I want to blog more.
But instead of just thinking about it and saying it, I’m going to do it.
I will post to my blog at least once a week for all of 2011.
Now, I know why my blogging has tailed off in the past few years. When I first began blogging in 2004, there were fewer challengers to my time. But in the last few years, I’ve added social networking through Facebook, business networking through LinkedIn, microblogging through Twitter, and photoblogging through Tumblr.
I’ve graduated from a simple cellphone to an iPhone with all its distractions.
So, my blogging here dropped off.
This year, I’m taking the WordPress challenge. I’m making use of WordPress’ The Daily Post to help me along the way.
If I need help, I get to ask for it. If I can help someone else, I promise to volunteer.
I hope you encourage me with comments and likes.
Here’s to a new 2011.
Not another list of 10! This one from “Chip’s Blog,” of MacGregor Literary, captures errors that drive an editor crazy.
My favorite is list item number five.
Worthy of more than a quick retweet, this entry found its way to me on Twitter, thanks to Susannah W Freeman, WriteitSideways.
“Every good design needs a focal point.” Garr Reynolds begins in this meaty blog post.
Explaining “Tokonoma,” Garr moves from the Japanese architectural and cultural explanation, into the realm of practical application in—of all things—presentations. He takes the real-life, explains the concepts, and turns them back into the real life.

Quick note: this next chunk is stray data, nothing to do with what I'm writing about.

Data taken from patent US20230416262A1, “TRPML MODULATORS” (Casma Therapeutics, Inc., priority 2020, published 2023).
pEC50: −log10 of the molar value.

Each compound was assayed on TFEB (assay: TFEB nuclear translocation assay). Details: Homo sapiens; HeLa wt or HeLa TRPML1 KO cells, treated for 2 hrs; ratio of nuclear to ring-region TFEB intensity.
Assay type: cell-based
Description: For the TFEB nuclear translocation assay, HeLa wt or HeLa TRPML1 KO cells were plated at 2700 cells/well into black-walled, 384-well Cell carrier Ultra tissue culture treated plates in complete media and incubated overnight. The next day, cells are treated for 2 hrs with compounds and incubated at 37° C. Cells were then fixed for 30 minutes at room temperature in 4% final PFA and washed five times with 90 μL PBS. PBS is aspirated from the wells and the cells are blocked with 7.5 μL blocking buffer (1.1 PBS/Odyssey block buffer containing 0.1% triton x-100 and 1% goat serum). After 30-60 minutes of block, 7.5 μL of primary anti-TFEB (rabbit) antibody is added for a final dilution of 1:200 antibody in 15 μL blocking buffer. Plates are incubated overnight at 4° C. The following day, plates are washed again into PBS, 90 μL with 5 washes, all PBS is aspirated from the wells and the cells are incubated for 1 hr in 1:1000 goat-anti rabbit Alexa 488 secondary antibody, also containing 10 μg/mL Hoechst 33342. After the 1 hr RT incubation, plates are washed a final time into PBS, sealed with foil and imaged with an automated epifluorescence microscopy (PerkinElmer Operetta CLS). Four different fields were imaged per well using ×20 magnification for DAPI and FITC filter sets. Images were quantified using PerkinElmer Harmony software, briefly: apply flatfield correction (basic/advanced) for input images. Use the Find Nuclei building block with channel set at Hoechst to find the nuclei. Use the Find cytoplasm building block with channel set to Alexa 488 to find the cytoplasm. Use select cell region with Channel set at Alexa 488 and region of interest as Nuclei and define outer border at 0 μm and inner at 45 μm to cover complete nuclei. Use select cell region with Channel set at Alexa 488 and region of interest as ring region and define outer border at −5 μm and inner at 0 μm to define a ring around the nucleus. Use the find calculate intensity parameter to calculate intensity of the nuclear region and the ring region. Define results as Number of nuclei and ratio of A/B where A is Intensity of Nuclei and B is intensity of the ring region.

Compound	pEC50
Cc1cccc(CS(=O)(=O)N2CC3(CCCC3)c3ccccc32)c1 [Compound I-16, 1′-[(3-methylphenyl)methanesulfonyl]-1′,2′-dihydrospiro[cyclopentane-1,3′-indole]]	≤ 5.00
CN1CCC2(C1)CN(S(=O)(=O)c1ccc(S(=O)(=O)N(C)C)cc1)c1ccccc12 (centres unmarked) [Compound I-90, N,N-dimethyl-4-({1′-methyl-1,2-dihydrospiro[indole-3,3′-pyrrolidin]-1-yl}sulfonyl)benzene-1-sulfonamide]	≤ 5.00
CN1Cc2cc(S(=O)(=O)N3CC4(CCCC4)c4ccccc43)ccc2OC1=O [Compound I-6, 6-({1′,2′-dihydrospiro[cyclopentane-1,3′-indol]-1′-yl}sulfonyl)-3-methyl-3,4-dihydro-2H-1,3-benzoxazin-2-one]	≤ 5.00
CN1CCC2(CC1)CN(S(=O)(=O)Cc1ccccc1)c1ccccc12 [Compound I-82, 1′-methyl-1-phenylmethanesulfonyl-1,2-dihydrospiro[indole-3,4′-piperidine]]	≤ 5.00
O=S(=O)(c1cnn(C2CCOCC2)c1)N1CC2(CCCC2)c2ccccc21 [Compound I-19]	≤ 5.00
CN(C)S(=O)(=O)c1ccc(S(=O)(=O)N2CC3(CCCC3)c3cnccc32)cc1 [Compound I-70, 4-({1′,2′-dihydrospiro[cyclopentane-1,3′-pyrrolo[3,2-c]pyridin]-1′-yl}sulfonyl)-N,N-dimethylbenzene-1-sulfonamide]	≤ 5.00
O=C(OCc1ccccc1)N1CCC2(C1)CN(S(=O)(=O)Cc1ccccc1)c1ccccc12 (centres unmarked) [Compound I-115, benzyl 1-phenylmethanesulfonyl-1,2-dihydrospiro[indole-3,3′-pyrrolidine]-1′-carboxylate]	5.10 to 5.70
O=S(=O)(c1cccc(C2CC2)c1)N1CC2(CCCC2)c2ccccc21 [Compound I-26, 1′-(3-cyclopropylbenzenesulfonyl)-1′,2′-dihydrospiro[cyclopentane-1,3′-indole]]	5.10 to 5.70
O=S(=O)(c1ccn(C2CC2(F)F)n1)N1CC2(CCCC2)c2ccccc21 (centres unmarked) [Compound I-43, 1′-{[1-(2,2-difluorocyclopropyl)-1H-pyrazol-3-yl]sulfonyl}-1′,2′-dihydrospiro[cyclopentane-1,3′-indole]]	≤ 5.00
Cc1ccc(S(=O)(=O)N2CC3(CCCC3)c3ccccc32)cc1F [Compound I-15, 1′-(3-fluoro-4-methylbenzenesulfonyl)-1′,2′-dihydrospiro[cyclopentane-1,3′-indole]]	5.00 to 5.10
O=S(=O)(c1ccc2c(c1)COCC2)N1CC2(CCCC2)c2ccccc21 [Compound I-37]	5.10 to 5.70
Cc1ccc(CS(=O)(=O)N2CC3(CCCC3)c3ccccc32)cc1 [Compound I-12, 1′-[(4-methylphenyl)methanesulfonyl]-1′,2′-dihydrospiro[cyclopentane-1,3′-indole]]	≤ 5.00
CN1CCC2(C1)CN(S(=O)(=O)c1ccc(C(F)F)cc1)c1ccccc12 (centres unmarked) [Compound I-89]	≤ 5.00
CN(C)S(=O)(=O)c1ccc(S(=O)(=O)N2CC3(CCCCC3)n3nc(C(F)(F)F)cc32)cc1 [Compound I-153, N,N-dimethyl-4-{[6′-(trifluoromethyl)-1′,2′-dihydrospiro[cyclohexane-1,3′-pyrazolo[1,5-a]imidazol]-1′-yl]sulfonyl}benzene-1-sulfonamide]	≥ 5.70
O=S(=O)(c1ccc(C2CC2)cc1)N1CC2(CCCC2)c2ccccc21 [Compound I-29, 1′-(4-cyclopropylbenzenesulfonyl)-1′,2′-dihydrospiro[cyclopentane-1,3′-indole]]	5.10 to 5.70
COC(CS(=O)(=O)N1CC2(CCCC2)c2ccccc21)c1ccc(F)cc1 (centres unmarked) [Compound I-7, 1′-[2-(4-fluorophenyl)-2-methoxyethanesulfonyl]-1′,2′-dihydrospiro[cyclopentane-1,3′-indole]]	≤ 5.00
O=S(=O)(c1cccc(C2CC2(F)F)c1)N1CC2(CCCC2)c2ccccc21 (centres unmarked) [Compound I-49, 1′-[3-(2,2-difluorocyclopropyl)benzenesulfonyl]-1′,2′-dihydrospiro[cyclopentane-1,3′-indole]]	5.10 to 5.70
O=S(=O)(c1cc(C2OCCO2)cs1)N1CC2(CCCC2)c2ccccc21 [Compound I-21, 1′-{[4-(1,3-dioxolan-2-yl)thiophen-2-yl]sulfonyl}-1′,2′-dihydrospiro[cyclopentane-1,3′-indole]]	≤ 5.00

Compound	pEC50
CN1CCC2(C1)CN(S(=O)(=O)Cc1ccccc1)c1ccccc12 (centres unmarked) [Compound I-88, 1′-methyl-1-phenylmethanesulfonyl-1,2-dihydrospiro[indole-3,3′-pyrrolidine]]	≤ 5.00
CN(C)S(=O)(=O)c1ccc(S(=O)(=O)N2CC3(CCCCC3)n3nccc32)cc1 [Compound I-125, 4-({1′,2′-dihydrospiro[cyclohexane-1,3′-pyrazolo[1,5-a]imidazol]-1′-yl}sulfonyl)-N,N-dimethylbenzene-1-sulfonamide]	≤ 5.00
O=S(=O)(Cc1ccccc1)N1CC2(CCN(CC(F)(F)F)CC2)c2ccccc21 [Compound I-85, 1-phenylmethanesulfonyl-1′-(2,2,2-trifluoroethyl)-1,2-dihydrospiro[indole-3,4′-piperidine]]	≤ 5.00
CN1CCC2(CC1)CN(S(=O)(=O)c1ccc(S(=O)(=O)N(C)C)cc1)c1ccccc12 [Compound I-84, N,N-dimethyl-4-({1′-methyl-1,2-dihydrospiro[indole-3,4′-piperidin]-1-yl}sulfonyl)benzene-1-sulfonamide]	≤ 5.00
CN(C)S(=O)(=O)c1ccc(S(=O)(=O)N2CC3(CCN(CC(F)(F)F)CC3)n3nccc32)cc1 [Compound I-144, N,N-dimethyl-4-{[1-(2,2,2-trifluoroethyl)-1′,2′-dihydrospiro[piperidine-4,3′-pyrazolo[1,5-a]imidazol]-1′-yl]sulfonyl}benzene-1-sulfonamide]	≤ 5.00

Brilliantly depicting before and after examples of presentation images, Garr shows examples that my most-practical and literal-minded followers can swallow.
I encourge you to apply the principles if you do any of the following:
Kat Neville writes on Smashing Magazine “The Art and Science of the Email Signature.”
Nice work. Too many of my friends and coworkers have loaded down their signatures with every number, every tagline, every graphic logo of the company, in every color in the company-approved brand palette.
That’s all recipients want.
Also, if the majority of your email is sent inhouse, then create an internal signature that’s your default.
No need to tell your coworkers the name of the company you both work for, your own Web site, and monthly Marketing tagline.
Speaking of company brand, the pastel colors some companies include in their palette are instant turnoffs. Try reading this: andy gee, communication specialist
I promised a follow-up blog post about the writer who was suffering from writer’s block. Today, the conclusion of our story.
“Jay’s” piece went through a 3-level approval process, yet escaped with very minimal changes from the reviewers!
Her biggest challenge was in reducing word count! Remember that her initial problem was just getting started!
Her second challenge was selecting a title. Remember that the title was the piece she was initially stuck on. Our writer’s block breaking tactic allowed her to skip the title, get started on the content, and come back to the title later in the process. (NOTE: seldom do I start with a title or working headline. I also save my introductory paragraphs until the end, after I’ve developed my major points and conclusion. Only then, do I go back and write the opening paragraph. Think of that writing strategy for a moment, how else will I know where I’m going until I’ve gotten there first? I’ll wait for you to process that.)
I read her final piece, which listed three challenges and identified the strategies to overcome each challenge. The piece flowed, displayed a logical organization, and read with a tight writing style. Its final title made sense and captured the flavor of the full content.
In summary, Jay’s final piece came in at 3 pages, about 37 paragraphs, with a word count of 1,440 words.
Mashable.com’s Josh Catone clearly practices what he preaches when he writes the “5 Rules for Better Web Writing.”
- For seasoned technical writers, this is nothing new.
- For newbies and my practicing students who are thrust into the world of technical writing for the Web, pay heed.